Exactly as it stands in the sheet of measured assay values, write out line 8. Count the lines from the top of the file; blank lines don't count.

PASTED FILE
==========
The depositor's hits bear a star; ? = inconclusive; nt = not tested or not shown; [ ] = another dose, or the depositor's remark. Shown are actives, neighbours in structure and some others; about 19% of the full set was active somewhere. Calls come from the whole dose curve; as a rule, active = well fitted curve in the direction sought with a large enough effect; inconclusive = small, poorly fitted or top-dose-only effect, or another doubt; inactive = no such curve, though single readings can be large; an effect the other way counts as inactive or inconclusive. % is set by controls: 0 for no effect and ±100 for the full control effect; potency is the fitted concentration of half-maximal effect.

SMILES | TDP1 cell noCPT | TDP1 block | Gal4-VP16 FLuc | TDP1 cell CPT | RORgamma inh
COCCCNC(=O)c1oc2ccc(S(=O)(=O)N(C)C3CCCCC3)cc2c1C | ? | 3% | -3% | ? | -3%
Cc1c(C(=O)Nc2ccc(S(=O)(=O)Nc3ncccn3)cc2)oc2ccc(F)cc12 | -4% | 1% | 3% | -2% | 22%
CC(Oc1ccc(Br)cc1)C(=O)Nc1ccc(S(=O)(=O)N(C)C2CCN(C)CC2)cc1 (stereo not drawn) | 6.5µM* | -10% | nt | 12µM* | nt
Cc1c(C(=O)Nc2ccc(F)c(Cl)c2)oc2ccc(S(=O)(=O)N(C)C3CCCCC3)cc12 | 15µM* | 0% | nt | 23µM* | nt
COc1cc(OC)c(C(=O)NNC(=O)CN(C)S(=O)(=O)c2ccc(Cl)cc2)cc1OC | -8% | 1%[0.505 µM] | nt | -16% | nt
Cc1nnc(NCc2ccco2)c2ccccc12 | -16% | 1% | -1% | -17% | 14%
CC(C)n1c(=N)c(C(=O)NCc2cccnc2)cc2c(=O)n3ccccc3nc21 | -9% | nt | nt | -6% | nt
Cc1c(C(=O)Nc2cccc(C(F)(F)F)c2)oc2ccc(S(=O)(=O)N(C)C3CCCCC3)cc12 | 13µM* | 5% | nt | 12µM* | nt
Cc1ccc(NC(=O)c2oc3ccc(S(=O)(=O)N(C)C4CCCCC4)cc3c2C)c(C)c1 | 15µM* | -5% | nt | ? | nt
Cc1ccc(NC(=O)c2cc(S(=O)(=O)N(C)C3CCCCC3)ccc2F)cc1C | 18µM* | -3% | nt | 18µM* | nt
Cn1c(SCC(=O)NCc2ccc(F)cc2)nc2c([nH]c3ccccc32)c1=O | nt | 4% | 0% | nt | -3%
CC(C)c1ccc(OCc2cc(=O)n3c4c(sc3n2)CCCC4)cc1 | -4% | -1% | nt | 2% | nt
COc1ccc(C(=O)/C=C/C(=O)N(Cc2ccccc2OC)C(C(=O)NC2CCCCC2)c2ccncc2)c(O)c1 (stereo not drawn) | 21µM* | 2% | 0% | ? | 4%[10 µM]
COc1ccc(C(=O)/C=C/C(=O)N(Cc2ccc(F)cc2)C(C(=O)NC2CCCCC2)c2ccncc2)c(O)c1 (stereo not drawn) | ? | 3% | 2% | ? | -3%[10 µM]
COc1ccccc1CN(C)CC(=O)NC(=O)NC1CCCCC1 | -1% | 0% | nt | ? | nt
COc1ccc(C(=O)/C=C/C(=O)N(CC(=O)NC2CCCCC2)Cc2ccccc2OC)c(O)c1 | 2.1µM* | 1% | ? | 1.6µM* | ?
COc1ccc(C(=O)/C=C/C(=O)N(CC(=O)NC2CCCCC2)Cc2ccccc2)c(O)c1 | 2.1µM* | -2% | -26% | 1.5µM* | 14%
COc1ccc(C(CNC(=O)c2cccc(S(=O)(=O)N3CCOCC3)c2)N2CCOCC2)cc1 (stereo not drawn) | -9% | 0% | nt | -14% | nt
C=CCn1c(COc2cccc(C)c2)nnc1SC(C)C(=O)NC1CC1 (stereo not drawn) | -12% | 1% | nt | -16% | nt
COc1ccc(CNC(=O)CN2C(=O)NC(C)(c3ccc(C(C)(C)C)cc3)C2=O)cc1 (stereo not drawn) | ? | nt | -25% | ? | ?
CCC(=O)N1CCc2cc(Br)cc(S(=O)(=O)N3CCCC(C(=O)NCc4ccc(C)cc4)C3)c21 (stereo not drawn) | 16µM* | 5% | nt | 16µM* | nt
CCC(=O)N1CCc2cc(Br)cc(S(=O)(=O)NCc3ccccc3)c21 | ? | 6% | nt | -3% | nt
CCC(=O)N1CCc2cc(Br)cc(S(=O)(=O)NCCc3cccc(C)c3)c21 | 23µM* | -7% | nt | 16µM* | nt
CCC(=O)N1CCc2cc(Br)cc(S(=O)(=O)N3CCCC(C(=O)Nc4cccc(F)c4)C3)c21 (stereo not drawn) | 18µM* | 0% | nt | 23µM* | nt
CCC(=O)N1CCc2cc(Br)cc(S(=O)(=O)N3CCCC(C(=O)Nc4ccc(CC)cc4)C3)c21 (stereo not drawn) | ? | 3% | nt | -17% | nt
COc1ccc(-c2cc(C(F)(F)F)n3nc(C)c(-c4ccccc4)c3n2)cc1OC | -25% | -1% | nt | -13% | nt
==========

Cc1nnc(NCc2ccco2)c2ccccc12 | -16% | 1% | -1% | -17% | 14%